First Interstate Bank of California's Trust and Private Client Services group has introduced an individual retirement account that extends the time in which assets can accumulate.
The so-called Enhanced IRA also minimizes estate and income taxes for beneficiaries by avoiding lump sum distributions when the client dies. It works by rolling over retirement account assets directly into subaccounts upon the client's death, bypassing estate and related taxes.
Beneficiaries also gain, since funds continue to grow tax-free until they are withdrawn from the account.
The Los Angeles-based banking company's product also takes advantage of California's community property rights to minimize estate taxes for surviving spouses.
By earmarking half the IRA as community property, each spouse's unified estate tax credit is used. These credits allow individuals to give up to $600,000 to beneficiaries with minimal tax consequences. As a result, married couples can leave a maximum of $1.2 million in IRA assets to beneficiaries without incurring estate taxes.
First Interstate is one of the first banks in the United States to offer the Enhanced IRA, according to Douglas F. McRae, manager of First Interstate's personal trust business development staff.
"I haven't heard of anyone else" offering this product, said Paul J. Groncki, vice president at Payment Systems Inc., a Tampa-based firm that tracks the private banking business.
IRAs "haven't traditionally been used as trusts that incorporate estate planning techniques," Mr. McRae said. "What First Interstate is doing is a good idea," Mr. Groncki said.
Marketing the product creates a prime opportunity for the banking company to sit down with clients and look at their balance sheets, he explained. However, Mr. Groncki said he was not sure how well the product would sell.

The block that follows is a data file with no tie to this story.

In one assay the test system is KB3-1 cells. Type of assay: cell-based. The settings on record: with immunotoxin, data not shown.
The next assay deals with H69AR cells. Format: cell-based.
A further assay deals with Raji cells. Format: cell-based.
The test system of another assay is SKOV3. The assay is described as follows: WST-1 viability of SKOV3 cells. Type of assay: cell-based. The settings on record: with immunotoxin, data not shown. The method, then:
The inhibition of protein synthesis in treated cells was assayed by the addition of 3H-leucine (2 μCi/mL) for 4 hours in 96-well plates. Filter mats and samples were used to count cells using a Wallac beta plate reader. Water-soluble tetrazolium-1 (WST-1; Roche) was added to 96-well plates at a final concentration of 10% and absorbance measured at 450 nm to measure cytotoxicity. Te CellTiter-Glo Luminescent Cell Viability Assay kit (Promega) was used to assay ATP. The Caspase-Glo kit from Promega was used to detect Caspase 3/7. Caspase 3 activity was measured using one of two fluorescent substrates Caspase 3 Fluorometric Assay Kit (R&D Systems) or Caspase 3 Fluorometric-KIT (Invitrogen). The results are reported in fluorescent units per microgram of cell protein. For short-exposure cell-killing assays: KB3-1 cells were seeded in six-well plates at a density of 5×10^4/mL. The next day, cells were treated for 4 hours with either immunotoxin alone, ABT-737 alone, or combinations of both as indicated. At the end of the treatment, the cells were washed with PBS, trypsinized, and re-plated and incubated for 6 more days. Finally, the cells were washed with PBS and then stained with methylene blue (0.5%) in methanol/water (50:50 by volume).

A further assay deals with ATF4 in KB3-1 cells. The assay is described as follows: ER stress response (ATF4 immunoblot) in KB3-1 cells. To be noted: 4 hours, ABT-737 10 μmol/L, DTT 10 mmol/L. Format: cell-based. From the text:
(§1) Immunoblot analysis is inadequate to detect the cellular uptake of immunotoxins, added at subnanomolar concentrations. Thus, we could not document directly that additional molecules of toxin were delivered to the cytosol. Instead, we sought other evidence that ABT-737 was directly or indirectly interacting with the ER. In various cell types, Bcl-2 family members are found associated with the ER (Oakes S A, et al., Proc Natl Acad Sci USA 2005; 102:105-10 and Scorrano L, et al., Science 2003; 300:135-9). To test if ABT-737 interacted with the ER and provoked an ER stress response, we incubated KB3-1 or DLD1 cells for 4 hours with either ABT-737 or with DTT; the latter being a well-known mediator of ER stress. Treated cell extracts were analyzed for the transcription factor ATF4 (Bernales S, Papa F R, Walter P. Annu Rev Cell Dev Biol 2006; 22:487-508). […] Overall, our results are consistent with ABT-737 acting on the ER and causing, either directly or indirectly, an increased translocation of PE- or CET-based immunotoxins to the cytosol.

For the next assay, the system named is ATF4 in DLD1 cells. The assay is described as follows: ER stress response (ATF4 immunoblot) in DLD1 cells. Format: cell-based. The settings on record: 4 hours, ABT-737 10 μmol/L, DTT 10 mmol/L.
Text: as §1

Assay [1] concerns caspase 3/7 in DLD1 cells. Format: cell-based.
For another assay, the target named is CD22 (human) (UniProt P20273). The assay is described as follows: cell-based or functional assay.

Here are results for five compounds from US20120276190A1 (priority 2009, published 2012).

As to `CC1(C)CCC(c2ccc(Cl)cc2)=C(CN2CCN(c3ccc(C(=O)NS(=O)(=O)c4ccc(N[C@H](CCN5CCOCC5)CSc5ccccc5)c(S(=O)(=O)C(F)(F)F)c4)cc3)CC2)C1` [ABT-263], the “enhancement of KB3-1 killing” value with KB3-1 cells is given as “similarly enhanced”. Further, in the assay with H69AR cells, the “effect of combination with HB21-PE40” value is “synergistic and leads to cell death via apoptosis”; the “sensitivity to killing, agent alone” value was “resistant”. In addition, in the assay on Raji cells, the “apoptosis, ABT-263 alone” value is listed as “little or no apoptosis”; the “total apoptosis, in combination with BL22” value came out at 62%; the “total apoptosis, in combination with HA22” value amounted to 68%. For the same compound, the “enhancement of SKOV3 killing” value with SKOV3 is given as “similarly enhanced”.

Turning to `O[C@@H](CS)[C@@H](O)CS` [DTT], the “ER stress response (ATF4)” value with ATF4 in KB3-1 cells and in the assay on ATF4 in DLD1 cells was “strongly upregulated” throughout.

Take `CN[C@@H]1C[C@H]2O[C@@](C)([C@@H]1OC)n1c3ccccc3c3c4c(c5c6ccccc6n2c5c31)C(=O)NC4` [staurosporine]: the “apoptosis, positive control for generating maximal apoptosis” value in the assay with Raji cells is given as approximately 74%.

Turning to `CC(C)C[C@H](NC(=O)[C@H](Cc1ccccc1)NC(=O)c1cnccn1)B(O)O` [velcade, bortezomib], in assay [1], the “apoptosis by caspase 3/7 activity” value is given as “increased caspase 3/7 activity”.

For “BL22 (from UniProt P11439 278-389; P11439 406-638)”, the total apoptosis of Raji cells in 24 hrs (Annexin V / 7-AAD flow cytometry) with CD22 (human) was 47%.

"On the one hand, we have the resistance of individuals who tend to put off thinking about their deaths," he said. "But on the other hand, institutions who can get people to think about estate planning have a leg up" on competitors.
"This is a small step in the right direction for private banking," Mr. Groncki said.
Estate planning and other trust services have been a very hard sell for banks, Mr. Groncki said.
"There aren't a lot of older people and it is much too early for the baby boomers to start thinking of estate planning," he explained.
Part of banks' problem in selling such services is that customers do not think of trust and estate planning as investment planning tools. An IRA with an estate planning feature may be just the ticket to entice people to use trust services, Mr. Groncki said.
Chase Manhattan Bank has promoted Mary Catherine Orr to senior vice president in charge of private banking relationships and mutual fund clients in North America.
Ms. Orr was previously a vice president in the U.S. Private Banking division.
In her new post, she will also be in charge of new business development, service delivery, and risk management activities for mutual fund and private banking clients worldwide.
Ms. Orr also oversees a network of managers in 60 countries.